We are all familiar with calling in sick Monday morning with a mix of the “Brown Bottle Flu,” brought on as a result of an extensive Super Bowl celebration.
However, many are unaware that fans are not the only individuals suffering. A different “hangover” has been inflicted upon many of our favorite (and least favorite) teams as well.
The “Super Bowl hangover” is a term that has been given to describe the phenomenon of the last seven out of thirteen Super Bowl runner-ups who have not made it to the playoffs the following year.
These teams include the New York Giants (2001), St. Louis Rams (2002), Oakland Raiders (2003), Carolina Panthers (2004), Philadelphia Eagles (2005), and Chicago Bears (2007).
There is much speculation as to why this is the case.
One major issue that has impacted the success of these teams is the numerous injuries experienced by players. And not just any players—key players. In many cases, MVPs.
The Rams witnessed this happen to their MVP Quarterback Kurt Warner, whose broken finger cost him a good portion of the 2002 season—as well as Marshall Faulk’s mounting injuries and age, which resulted in less-than-impressive statistics.
Raiders Quarterback and MVP Rich Gannon experienced a shoulder injury in week seven of the 2003 season, which resulted in him being benched for the remainder of the season.
But the teams hit hardest with injuries were the Panthers and Eagles. Over the course of their hangover season, the Panthers placed 14 players on the injured list—including their top four running backs.
The Eagles lost a quarterback, running back, wide receiver, offensive tackle, center, cornerback, kicker, punter, and a defensive lineman over the course of their season.
Another contributing factor to the “Super Bowl hangover” is the strength of the following season’s schedule. For example, the Rams, as well as the Bears, came out of nowhere to advance to the Super Bowl. Was this because their schedule was easier than in previous years? Possibly, the following year provided a too tough of a competition for these teams.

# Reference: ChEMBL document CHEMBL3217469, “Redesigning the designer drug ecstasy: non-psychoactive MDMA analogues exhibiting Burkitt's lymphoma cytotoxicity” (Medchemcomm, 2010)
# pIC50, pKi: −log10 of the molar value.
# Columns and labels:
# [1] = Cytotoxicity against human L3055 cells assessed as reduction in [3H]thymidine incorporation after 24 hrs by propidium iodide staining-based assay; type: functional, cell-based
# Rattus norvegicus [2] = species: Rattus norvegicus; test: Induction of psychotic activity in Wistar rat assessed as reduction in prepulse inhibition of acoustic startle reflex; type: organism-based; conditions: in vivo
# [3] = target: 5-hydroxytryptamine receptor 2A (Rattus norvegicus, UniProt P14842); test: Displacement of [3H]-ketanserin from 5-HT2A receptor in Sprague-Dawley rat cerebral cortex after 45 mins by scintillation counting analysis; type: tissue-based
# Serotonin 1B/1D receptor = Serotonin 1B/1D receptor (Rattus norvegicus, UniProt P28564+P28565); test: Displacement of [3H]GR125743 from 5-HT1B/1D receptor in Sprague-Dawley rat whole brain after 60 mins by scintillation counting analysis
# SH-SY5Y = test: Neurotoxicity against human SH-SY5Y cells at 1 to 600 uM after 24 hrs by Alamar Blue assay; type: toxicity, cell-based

The success of these teams not only increased the level of competition the following year, but also implemented the “bulls eye” effect—now that other teams knew the strength of these squads, they worked harder to prepare for their face off.
Kurt Warner is one example of a player who fell under the “bulls eye” attack. After advancing to the Super Bowl, teams were more concerned with scouting Warner, because previously there had been few reports on him. This could have contributed to a lacklustre in performance in the following years.
Perhaps some of the biggest factors to the “Super Bowl hangover” are the effects of trades and free agency. One of the most memorable examples is that of the Eagles' Terrell Owens. After coming off a suspension and not being able to come to an agreement with the Eagles over his contract, Owens signed with the Cowboys. The loss of Owens was obviously felt throughout the Eagles franchise, which was reflected by a major drop in their division.
So, will this year prove to be the end of the hangover? Will fans of the runner-up team be able to wake up the next morning to find themselves feeling 100 percent ready for the new season? Only time will tell.